Cerebrospinal fluid (CSF) culture

What is CSF Culture?

CSF Culture, also known as cerebrospinal fluid culture, is a laboratory test used to detect the presence of bacteria, viruses, and other microorganisms in the cerebrospinal fluid (CSF). CSF is the clear fluid that surrounds the brain and spinal cord, and is collected by a lumbar puncture test, also known as a spinal tap.

Why is a CSF Culture Done?

A CSF culture is used to diagnose the cause of meningitis, an inflammation of the lining of the brain and spinal cord. Meningitis is caused by bacterial, viral, or fungal infections. In some cases, a CSF culture is also used to track the effectiveness of an antimicrobial treatment.

Preparation for the CSF Culture

If a patient needs to have a CSF culture done, they may not need any specific preparation for the test. However, general guidelines exist, including:

  • Tell your doctor about any medications you are taking, such as aspirin or blood thinners, as these may interfere with the culture.
  • Do not eat or drink anything for six hours prior to the test.
  • Do not urinate for one hour prior to the test, as this may contaminate the sample.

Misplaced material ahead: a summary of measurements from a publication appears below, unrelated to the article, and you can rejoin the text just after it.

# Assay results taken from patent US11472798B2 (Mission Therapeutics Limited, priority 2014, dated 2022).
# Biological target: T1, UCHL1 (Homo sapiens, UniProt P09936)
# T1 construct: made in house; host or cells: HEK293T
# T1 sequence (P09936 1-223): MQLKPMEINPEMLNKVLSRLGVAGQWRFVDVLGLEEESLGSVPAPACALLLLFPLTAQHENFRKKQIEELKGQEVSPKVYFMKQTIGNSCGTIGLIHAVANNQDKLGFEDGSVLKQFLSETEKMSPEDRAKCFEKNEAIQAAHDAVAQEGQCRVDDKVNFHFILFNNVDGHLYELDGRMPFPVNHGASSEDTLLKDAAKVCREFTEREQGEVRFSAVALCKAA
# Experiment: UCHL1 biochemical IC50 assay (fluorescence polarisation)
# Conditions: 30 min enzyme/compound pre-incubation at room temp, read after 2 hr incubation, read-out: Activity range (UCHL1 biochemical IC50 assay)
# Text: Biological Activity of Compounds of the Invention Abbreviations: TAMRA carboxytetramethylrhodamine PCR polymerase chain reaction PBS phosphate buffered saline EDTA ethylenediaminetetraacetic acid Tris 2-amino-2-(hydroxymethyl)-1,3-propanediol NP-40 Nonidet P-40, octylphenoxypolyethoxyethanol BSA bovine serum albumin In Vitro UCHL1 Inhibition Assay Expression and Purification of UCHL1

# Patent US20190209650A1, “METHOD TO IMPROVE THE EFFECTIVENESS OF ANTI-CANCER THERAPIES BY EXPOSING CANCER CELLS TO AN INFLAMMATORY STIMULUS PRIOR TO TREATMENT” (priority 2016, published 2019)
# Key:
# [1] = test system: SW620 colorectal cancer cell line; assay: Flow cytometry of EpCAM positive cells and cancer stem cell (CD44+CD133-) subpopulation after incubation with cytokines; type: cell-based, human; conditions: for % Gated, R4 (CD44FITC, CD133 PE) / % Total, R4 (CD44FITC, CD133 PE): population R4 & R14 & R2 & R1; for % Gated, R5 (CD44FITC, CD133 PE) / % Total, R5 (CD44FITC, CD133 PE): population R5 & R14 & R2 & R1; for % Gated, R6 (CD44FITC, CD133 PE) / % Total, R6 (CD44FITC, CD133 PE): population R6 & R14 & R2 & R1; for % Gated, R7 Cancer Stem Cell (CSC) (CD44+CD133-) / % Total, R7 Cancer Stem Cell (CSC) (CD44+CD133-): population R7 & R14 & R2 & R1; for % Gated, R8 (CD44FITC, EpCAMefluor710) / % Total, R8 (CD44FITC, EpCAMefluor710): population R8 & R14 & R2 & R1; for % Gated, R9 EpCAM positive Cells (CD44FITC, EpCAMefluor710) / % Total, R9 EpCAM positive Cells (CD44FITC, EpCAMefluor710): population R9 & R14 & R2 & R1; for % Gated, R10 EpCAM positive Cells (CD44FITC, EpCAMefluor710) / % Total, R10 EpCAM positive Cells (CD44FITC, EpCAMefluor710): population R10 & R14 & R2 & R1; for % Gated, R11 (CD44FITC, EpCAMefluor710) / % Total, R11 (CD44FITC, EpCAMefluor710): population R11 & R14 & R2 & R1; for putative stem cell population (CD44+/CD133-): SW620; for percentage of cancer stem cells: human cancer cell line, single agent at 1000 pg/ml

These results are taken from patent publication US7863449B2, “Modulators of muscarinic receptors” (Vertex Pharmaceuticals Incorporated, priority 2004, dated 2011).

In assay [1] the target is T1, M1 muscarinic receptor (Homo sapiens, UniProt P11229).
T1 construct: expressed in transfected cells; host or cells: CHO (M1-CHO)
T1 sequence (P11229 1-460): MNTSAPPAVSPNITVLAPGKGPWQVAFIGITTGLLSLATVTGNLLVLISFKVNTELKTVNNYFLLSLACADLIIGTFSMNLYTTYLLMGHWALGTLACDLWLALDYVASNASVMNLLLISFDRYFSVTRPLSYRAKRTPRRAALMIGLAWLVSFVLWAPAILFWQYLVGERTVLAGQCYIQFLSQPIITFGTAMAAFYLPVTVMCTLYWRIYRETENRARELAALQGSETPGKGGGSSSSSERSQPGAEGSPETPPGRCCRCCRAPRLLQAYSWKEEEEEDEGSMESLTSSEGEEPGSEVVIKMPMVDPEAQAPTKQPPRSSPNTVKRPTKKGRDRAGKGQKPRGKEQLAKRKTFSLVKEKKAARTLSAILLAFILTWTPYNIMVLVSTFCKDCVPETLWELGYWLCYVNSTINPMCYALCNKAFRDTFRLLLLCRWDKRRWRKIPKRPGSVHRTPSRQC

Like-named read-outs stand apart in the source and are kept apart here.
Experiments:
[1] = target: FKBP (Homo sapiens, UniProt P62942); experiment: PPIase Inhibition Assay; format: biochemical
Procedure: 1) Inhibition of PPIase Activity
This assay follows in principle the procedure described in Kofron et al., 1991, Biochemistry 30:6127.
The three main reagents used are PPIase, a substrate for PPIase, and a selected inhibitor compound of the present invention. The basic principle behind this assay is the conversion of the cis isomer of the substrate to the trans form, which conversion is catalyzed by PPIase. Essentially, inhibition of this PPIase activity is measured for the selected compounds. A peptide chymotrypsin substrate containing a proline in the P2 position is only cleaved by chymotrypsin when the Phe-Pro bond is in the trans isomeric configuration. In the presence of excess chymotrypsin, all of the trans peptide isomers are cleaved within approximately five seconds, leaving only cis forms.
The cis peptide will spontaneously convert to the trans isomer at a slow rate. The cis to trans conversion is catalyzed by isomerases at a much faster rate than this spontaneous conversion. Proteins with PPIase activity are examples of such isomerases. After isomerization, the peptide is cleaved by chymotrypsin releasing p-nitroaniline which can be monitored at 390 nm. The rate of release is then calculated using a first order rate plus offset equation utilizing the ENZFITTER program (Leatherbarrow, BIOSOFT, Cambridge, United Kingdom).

Procedure for the CSF Culture

The procedure for the CSF culture is as follows:

  1. The patient lies down on their side with their legs bent, and their head resting on one hand.
  2. An anesthetic will be injected to numb the area.
  3. A small needle is inserted through the skin and between two vertebrae in the lower back into the spinal canal.
  4. A sample of CSF is drawn out with a syringe.
  5. The sample is sent to the laboratory for testing.

Types of CSF Culture

There are two main types of CSF culture. These are:

  • Direct Microscopy: This is a rapid test that examines a sample of CSF under a microscope to look for organisms such as bacteria, parasites, and yeast.
  • Bacterial Culture: Bacterial cultures are used to isolate and identify the specific type of bacteria that is causing the infection.

Risks of CSF Culture

The risks associated with a CSF culture are fairly minimal. These include:

  • Headache
  • Dizziness
  • Nausea
  • Back pain at the puncture site
  • Infection at the puncture site

When Should a CSF Culture Be Done?

A CSF culture is done when a doctor suspects that a patient has meningitis. It is also used to track the effectiveness of an antimicrobial treatment. It is important to note that a CSF culture is not used to diagnose other neurological disorders such as stroke, Alzheimer's disease, or brain tumors.